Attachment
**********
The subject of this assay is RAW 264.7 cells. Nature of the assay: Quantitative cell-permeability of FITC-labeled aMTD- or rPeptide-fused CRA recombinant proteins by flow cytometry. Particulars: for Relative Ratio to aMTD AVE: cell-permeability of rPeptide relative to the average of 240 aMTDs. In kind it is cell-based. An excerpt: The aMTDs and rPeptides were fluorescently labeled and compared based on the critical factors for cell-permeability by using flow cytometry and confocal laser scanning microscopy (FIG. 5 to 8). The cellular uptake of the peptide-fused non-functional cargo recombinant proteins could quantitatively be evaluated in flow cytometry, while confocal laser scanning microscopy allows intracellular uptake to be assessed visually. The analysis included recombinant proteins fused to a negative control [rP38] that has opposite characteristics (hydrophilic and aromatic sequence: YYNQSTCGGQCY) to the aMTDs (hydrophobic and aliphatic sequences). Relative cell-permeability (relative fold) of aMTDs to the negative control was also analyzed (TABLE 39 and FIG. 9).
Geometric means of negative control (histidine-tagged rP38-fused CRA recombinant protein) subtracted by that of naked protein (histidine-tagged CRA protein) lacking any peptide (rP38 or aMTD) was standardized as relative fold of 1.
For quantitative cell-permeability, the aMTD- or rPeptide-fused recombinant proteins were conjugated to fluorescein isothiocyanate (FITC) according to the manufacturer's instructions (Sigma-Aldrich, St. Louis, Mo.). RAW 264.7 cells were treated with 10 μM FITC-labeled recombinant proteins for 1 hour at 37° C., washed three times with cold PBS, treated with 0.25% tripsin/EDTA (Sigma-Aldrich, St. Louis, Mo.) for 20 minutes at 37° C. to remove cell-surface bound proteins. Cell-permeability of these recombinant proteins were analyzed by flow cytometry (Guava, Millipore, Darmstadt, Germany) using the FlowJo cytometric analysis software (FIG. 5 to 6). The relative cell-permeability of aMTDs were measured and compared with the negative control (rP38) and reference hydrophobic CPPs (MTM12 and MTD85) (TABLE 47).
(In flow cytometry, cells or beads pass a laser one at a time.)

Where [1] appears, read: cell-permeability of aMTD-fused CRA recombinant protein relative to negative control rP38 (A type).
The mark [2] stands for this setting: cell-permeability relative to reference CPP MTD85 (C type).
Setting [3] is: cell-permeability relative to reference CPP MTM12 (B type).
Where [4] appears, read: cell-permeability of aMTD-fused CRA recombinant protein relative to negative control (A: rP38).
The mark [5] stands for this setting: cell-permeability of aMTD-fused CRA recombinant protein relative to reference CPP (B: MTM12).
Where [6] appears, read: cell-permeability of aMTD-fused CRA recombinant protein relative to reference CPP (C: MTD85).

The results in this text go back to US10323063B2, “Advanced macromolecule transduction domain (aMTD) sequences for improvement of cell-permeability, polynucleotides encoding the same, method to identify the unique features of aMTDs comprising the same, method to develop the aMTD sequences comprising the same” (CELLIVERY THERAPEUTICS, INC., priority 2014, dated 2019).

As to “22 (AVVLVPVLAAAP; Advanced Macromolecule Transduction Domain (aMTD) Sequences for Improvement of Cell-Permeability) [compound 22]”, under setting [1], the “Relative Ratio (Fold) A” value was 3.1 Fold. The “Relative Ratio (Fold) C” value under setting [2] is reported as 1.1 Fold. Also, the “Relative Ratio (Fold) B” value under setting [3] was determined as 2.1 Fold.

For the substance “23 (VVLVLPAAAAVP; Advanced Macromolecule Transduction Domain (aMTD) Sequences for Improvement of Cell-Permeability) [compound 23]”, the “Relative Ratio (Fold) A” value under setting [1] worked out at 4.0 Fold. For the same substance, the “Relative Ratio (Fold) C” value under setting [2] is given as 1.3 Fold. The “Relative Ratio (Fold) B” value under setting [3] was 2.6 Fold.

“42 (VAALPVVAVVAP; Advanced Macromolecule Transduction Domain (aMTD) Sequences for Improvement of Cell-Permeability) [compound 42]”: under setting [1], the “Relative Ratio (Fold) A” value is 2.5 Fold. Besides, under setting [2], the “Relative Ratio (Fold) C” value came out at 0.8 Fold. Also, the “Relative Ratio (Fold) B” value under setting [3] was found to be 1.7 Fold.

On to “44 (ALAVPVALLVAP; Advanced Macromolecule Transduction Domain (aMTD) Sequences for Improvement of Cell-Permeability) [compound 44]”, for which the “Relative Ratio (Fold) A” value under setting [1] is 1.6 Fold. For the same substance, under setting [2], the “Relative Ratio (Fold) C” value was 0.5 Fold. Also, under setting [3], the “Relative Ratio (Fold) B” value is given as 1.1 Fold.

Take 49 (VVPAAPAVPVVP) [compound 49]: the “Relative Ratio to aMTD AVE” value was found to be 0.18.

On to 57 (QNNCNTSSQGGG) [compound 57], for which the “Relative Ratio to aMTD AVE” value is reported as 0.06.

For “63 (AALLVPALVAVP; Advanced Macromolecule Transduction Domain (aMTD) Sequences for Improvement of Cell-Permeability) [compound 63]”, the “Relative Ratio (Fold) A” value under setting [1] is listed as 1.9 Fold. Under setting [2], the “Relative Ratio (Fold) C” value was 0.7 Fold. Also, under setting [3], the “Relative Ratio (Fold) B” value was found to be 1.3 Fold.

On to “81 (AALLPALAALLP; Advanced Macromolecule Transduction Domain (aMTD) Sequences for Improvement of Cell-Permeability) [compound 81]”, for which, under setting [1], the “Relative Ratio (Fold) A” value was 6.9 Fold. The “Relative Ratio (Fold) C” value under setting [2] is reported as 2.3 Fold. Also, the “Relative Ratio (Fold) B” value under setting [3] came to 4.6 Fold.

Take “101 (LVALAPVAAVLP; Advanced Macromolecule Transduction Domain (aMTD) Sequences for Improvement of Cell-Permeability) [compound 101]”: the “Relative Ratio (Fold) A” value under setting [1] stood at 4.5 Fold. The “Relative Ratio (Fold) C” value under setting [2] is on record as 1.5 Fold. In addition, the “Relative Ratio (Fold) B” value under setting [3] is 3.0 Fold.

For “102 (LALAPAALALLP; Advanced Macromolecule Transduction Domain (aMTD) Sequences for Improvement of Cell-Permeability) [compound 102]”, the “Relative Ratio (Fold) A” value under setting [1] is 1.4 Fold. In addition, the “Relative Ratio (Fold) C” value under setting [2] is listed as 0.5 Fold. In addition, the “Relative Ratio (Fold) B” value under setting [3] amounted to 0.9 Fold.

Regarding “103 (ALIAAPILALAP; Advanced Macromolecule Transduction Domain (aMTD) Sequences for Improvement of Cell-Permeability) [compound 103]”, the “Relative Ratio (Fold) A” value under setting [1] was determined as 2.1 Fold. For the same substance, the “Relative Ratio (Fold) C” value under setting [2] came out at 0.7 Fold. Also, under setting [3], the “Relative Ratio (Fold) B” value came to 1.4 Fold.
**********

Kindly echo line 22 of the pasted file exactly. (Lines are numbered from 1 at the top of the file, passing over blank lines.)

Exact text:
Regarding “103 (ALIAAPILALAP; Advanced Macromolecule Transduction Domain (aMTD) Sequences for Improvement of Cell-Permeability) [compound 103]”, the “Relative Ratio (Fold) A” value under setting [1] was determined as 2.1 Fold. For the same substance, the “Relative Ratio (Fold) C” value under setting [2] came out at 0.7 Fold. Also, under setting [3], the “Relative Ratio (Fold) B” value came to 1.4 Fold.